- ‘The floors are covered with grease, fat, sand, and roaches. Bugs are up and down the sides of the walls. Some of the flying roaches were huge, up to four and five inches long. We’d joke that you could put a collar on them and walk them…There are flies all around, including big blowflies. Employees are constantly chewing and spitting out snuff and tobacco on the floor. There is so much fecal contamination on the floor from chickens that it kept getting into one worker’s boots and burned his feet so badly his toenails had to be amputated. The waste is not always from the chickens. The company won’t allow workers to leave the line when they have to go to the bathroom….Usually they just suffer and put a strain on their bodies, but sometimes they have to relieve themselves on the floor. The problems are just as bad in the slaughter process [as they are in the plants generally]. After they are hung, sometimes the chickens fall off into the drain that runs down the middle of the line. This is where roaches, intestines, diseased parts, fecal contamination, and blood are washed down. Workers get sick to their stomachs into the drain. The drain is a lot less sanitary than anybody’s toilet. That doesn’t seem to matter, though. The Perdue supervisors told us to take the fallen chickens out of the drain and send them back down the line.’ Donna Bazemore, former Perdue employee, Congressional testimony (171)
- ‘To combat the excessive contamination caused by increased line speeds and new technologies, elevated levels of chlorine are added to chill water, a controversial solution because it causes the formation of toxic by-products associated with increased cancer risk in humans. ‘The ‘decontamination’ of poultry is not allowed in the European Union (EU),’ states a 1997 EU press release in regard to the United States’ use of chlorine. ‘If contamination occurs, EU legislation requires that the part must be removed by the meat inspector.’ ’ (176)
- ‘I knew that Humane Slaughter Act regulations gave inspectors the authority to stop the line when they saw violations. But I also knew that they did not authorize inspectors to visit the plant’s slaughter area hourly, daily, weekly, or ever, for that matter. ‘So how often does someone go down to the slaughter area and look?’ I asked. ‘And leave the station?’ Carney replied. ‘If an inspector did that he’d be subject to disciplinary action for abandoning his inspection duties. Unless he stopped the line first, which would get him into even more trouble. Inspectors are tied to the line.’ ‘So what’s the procedure for checking humane slaughter?’ I asked. ‘There isn’t one,’ he answered.’ (189)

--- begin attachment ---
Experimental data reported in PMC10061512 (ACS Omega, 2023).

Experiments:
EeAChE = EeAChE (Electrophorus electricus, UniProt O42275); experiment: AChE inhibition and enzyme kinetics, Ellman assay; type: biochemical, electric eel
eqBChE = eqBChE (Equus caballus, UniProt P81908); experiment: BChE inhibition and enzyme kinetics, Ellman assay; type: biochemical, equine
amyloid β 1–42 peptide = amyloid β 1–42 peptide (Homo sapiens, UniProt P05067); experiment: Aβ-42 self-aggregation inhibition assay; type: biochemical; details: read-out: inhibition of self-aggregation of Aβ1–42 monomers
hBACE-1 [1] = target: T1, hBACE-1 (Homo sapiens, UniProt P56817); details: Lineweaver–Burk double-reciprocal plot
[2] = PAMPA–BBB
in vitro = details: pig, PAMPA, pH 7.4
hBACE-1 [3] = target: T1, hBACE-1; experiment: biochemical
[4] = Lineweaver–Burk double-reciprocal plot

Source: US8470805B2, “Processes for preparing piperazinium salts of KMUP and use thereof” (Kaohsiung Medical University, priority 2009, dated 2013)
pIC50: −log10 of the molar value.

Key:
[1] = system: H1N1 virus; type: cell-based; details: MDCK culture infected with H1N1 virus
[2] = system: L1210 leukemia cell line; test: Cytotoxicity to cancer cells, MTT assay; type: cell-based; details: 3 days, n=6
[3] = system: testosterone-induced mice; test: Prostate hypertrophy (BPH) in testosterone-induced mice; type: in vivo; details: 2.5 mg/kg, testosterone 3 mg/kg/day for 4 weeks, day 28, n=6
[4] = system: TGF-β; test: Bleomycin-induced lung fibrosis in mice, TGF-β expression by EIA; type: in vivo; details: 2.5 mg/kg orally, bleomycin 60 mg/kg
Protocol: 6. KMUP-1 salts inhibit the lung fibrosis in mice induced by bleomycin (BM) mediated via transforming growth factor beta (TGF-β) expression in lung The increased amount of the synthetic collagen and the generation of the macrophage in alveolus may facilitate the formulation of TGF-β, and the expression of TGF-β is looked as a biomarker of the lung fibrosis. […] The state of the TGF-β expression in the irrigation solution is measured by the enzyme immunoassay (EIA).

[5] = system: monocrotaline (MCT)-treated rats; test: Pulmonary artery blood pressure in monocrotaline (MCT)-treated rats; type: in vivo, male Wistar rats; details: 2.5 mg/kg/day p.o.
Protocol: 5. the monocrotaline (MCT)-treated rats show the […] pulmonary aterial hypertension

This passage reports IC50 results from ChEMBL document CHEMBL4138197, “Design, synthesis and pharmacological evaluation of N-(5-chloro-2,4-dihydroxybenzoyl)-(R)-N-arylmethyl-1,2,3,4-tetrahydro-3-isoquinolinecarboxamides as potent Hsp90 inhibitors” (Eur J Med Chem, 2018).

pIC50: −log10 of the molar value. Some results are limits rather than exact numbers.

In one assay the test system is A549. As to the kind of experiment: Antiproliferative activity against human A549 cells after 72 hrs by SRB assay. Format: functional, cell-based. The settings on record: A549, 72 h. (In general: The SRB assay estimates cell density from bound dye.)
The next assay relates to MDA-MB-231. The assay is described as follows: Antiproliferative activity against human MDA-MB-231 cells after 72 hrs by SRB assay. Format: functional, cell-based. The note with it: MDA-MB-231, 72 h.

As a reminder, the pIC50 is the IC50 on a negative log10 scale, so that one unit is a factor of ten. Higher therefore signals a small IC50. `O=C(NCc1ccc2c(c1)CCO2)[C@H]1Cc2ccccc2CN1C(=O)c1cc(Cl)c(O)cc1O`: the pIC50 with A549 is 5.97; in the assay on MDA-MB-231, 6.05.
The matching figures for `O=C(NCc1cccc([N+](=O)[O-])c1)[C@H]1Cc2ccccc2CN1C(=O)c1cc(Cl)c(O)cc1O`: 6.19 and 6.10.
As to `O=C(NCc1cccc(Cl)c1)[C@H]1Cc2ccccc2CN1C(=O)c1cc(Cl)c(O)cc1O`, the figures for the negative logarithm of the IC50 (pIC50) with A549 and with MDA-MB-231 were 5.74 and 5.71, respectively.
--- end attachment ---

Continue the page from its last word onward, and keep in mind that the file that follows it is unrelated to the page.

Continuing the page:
- ‘This comes up all the time on my union job. If you stop a mass-production line, where you have sixty, seventy, a hundred plant employees standing around, your boss, the USDA veterinarian in the plant, is going to make your life hell. He feels he’s got to answer to the company for lost production. He’ll ridicule you, chew you out. Inspectors are often disciplined for sticking to regulations and stopping production for a contamination problem – meat safety – which has a much higher priority than animal suffering.’ (190)
- ‘ ‘The inspectors I talk to are from all over the country,’ he replied. ‘It’s an everyday occurrence clear across the United States. It occurs in swine. It occurs in beef. It occurs in calves. Sheep. All species,’ he explained. ‘The Humane Slaughter Act is a regulation on paper only,’ he reiterated. ‘It is not being enforced.’ ’ (191)
- ‘ ‘Most veterinarians are like the viscosity of oil,’ Macias said. ‘They flow along the path of least resistance. Let’s say you’re the vet. If there’s an inspector who’s outspoken about these things, you’re going to have to confront plant management on a daily basis. You have to decide: Do I side with the inspector, who really doesn’t pose any challenge to my authority, or with plant management, who can do me harm because they can do and talk to my circuit supervisor or district manager. If I’m seen as an oddity in the arena of performance, my rating and my chance for promotion go down, and my chances of getting on the shit list go up. You tell me, which way do you go?’ ’ (192)